iStockphoto/Thinkstock(NEW YORK) — Although running a red light is commonplace on America’s roads, it’s extremely dangerous.
There are estimates by the National Coalition for Safer Roads that this practice is responsible for over 9,000 deaths during the past three years. In fact, it’s believed to be the leading cause of city traffic accidents.
Red light cameras have been effective in cutting down motorists zooming through intersections, but as a reminder about the consequences, the NCSR has designated this week as National Stop on Red Week.
Its outreach director, Melissa Wandall, tragically knows first-hand what can happen when people don’t obey the law. Her husband was killed by a driver who ran a red light.
According to Wandall, “Red light-running, when you kill somebody, it’s negligent, it’s tragic, it’s innocent lives being lost and it is preventable.”
Her coalition has also set up a website, StopOnRedWeek.com, to give motorists information about the promotion and what they can do to reduce accidents, injuries and deaths.
Comstock/Thinkstock(NEW YORK) — A controversy over red light cameras installed at intersections in towns across New Jersey has been further inflamed after the borough of Roselle Park released a video showing a horrific crash.
The video, released by traffic safety firm American Traffic Solutions and posted on its website, shows a driver running a red light at an intersection, hitting an oncoming car, careening into a divider and being thrown airborne, turning 360 degrees before eventually coming to rest.
“There are a lot a people who don’t think that running a red light is a problem,” spokesman Charles Territo of American Traffic Solutions told ABC News. “Rarely do people see the actual crash occurring, and the violence and the drama that accompanies it is something that everyone should see.”
Installed in 2009, the cameras are supposed to be a safety measure designed to deter drivers from speeding through yellow and red lights. Instead they have been a source of controversy, yielding millions of dollars in fines for municipalities and saddling drivers with tickets that many view as difficult to challenge and even unconstitutional.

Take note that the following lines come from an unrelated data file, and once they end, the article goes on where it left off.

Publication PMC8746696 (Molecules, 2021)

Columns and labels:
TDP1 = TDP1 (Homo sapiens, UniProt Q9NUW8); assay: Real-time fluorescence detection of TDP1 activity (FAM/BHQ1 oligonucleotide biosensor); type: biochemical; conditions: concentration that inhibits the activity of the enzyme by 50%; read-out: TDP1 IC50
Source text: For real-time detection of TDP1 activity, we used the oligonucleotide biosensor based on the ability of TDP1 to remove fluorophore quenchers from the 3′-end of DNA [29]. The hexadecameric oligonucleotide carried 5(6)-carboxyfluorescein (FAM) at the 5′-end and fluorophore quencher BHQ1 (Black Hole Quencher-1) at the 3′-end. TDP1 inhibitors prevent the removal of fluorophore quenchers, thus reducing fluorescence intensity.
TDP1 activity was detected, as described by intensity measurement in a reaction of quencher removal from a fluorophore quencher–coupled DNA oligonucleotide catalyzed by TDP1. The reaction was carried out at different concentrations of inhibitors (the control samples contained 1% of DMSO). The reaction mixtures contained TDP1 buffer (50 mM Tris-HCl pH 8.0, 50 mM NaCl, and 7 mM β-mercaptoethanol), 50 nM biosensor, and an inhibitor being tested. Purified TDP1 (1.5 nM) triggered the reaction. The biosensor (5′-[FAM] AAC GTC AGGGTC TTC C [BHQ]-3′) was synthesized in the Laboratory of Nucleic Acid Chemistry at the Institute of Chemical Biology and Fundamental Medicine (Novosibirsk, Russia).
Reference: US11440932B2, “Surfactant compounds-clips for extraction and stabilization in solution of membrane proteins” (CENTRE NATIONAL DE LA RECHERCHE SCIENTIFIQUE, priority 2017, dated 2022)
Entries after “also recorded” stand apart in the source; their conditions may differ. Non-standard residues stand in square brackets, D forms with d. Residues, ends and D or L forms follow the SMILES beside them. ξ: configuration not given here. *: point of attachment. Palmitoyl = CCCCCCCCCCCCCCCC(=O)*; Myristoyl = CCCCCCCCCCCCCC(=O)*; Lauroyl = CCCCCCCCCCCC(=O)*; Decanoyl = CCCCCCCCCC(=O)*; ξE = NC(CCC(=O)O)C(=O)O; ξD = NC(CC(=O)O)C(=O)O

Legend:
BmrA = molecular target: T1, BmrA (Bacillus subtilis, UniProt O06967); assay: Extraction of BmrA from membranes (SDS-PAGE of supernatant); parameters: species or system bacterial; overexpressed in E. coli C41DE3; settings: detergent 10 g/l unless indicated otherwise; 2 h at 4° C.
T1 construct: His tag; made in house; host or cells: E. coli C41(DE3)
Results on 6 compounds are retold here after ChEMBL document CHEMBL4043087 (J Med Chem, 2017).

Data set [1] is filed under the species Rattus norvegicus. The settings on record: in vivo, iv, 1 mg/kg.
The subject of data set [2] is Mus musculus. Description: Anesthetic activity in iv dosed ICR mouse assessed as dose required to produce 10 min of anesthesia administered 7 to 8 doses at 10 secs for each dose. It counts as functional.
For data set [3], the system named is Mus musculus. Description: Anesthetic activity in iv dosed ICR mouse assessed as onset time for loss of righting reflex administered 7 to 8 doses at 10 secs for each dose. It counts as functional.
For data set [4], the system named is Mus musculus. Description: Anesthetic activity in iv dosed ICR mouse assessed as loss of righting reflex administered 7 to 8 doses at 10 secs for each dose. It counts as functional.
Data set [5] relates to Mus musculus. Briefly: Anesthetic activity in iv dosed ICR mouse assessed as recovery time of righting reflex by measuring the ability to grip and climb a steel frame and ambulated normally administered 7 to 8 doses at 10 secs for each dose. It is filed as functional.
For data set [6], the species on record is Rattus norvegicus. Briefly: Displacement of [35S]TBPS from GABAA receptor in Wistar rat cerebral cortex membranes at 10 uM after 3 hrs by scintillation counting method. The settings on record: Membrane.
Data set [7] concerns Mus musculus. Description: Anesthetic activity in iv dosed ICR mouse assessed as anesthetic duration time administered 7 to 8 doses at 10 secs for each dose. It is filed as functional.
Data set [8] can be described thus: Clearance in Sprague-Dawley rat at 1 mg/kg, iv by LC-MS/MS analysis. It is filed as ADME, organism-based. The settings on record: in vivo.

Motorists complain they are not being given enough time to get through intersections, and many believe the program is essentially a money grab. One New Jersey woman was given a $140 ticket for making it through an intersection 1/5 of a second too late.
But Roselle Park Police Chief Paul Morrison defends the program. “It’s unfortunate that the public views it as nothing more than an revenue instrument. The reason I had it put in place is because of serious crashes at the intersection,” he told ABC News.
Statistics from American Traffic Solutions show that since the town implemented its red light camera program in 2011, red-light running violations have decreased 47 percent. Additionally, an analysis of the Roselle Park program found that 94 percent of vehicles issued a violation have not received a second, according to the ATS website.
“It’s an absolute success,” said Morrison. “Motorists who actually receive a summons are made aware and very conscious of the fact that that intersection is monitored 24/7, and if you go through the red light you will receive a summons. Motorists are much more cautious.”
The state of New Jersey recently suspended the use of red light cameras at 63 of 85 state-wide locations out of concern the cameras had not been properly tested.
Police Chief Morrison ultimately stressed the potentially life-saving nature of the technology, and the benefit of the cameras to public safety. “It’s no different than if a police officer was sitting at the intersection.”
“If it saves just one life, it’s served its purpose,” he said.